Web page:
How to Sell a $60 Million Penthouse: Don’t TryBy
Sales at newest 57th Street tower won't start for about a year
Developer waits to `strike when people are paying attention'
There’s nothing to stop developer Kevin Maloney from starting sales at 111 W. 57th St., the latest sky-high condo tower rising on midtown Manhattan’s Billionaires’ Row. He has the necessary legal approvals, and an office ready to welcome would-be buyers.
But with luxury-home demand slowing and new condos piling up on the market, he’s waiting about a year before trying to sell units at the project, where the price for a penthouse will approach $60 million.
“If the market were red-hot, people would be buying off plans, throwing checks down, and it’d be great,” said Maloney, principal and founder of Property Markets Group, the skyscraper’s co-developer. “But if you have a market where you think marketing would be ineffective for now, why would you launch and spend the money? Wait.”
Times have changed from just a few years ago, when global investors clamoring to own a piece of New York’s glitziest towers signed condo contracts while the buildings existed only on paper or as a tabletop model in a sales office. Now, some developers are betting that the best sales strategy is to hold off until the projects are closer to completion, rather than releasing their unbuilt units into today’s crowded market.
This year, 5,126 newly built apartments will be offered for sale in Manhattan, the most since 2007, according to Corcoran Sunshine Marketing Group. Of those listings, 63 percent are priced in the “luxury” range, defined by the brokerage as $2,400 a square foot or more.
At the same time, sales of New York’s most expensive homes are stalling as foreign buyers are held back by the stronger U.S. dollar, lower oil prices and economic slowdowns in emerging markets such as China and Brazil. In the first two months of the year, contracts for apartments priced at $4 million or more declined 30 percent from the same period in 2015, to 150 deals, according to a report by Olshan Realty Inc.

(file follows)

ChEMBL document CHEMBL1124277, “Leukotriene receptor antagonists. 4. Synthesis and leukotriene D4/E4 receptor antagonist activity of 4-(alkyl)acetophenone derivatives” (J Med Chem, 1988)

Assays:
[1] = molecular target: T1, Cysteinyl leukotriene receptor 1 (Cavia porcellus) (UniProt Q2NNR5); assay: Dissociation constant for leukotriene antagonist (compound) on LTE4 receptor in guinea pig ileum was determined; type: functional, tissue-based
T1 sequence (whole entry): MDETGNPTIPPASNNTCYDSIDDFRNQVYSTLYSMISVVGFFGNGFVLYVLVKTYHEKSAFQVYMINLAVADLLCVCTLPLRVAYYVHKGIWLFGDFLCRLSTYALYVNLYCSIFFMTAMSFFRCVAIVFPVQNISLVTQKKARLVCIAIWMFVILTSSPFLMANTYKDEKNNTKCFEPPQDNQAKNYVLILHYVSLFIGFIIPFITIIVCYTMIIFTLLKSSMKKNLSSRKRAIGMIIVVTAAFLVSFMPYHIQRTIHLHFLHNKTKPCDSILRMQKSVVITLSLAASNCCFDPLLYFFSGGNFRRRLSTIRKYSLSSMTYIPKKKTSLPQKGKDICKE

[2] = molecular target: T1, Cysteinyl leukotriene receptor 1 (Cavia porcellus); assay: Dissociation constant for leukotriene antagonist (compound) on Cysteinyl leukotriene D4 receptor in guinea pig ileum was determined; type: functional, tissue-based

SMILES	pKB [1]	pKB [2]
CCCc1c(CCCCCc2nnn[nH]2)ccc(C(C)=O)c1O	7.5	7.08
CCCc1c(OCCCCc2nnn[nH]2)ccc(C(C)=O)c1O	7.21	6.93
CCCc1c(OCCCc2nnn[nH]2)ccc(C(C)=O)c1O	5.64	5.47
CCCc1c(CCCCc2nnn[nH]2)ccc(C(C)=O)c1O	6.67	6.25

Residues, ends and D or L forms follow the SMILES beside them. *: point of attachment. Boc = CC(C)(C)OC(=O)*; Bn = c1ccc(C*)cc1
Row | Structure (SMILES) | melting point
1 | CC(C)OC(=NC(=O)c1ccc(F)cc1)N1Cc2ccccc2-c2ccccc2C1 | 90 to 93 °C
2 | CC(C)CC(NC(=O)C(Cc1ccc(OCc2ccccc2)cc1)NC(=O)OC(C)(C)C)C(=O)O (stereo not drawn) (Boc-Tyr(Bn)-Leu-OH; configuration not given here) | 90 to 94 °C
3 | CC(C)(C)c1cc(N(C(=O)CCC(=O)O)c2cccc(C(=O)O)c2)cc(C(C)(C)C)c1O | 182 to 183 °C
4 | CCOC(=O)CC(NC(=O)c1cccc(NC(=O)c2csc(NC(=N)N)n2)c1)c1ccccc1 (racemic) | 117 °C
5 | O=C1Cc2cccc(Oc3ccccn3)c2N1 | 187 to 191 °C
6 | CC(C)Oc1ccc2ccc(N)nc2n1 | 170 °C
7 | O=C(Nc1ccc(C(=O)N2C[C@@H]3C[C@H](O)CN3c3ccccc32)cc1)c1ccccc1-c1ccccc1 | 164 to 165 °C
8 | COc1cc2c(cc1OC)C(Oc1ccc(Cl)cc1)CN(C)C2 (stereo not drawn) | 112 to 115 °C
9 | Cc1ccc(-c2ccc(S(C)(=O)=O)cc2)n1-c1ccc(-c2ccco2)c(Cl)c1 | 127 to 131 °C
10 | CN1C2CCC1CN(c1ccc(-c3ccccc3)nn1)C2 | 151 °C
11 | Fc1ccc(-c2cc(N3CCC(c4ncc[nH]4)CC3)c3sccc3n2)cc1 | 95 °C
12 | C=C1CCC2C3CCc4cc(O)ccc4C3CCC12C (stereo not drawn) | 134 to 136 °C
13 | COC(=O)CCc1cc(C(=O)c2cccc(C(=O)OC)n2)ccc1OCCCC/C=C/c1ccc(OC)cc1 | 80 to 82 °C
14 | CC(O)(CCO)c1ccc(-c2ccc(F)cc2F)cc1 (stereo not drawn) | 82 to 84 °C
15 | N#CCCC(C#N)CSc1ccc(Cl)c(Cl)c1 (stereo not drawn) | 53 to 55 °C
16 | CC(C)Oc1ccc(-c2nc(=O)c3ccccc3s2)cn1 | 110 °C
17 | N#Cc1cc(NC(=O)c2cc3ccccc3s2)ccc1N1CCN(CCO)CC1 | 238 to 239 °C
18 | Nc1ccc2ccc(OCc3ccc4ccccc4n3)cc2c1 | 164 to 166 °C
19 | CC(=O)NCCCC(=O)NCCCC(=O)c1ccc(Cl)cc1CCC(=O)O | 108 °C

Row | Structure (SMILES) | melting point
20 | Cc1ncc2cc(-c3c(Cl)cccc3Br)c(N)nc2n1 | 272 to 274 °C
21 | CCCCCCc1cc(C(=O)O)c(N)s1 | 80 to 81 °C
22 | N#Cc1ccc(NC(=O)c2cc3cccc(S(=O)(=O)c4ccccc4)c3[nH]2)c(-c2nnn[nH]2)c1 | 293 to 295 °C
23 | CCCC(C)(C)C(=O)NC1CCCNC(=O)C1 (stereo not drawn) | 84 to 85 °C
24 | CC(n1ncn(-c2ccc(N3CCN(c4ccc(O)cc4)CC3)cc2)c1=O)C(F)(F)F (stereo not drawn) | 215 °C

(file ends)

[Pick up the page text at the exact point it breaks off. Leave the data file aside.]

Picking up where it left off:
Weakening demand for high-end Manhattan homes has prompted some builders to delay construction, reduce prices or, in the case of a Property Markets Group project in SoHo, carve up planned apartments to make them appeal to a broader group of buyers.
“Developers are very lucky when they hit great timing -- and this might not be the time,” said Donna Olshan, president of the brokerage bearing her name and author of a weekly luxury-market report. “Particularly in the Midtown corridor, which is the most worrisome area in New York because you have a lot of luxury product coming out at the same time.”
On Billionaires’ Row, the area fringing Central Park that’s the epicenter of the luxury boom, Maloney plans to delay marketing at 111 W. 57th St. until the 1,427-foot (435-meter) tower reaches at least 800 feet. The project, co-developed with JDS Development Group and expected to be completed in 2018, is now just past its first story.
The skyscraper will have full-floor homes starting on the 25th story, where the apartment will be priced at $15.5 million, according to documents filed with the New York State Attorney General’s office. A four-bedroom duplex penthouse starting on the 74th floor is currently the most expensive unit , priced at $57 million, with about $173,500 in annual common charges. The top two residences, on the 80th and 82nd floors, haven’t yet been priced.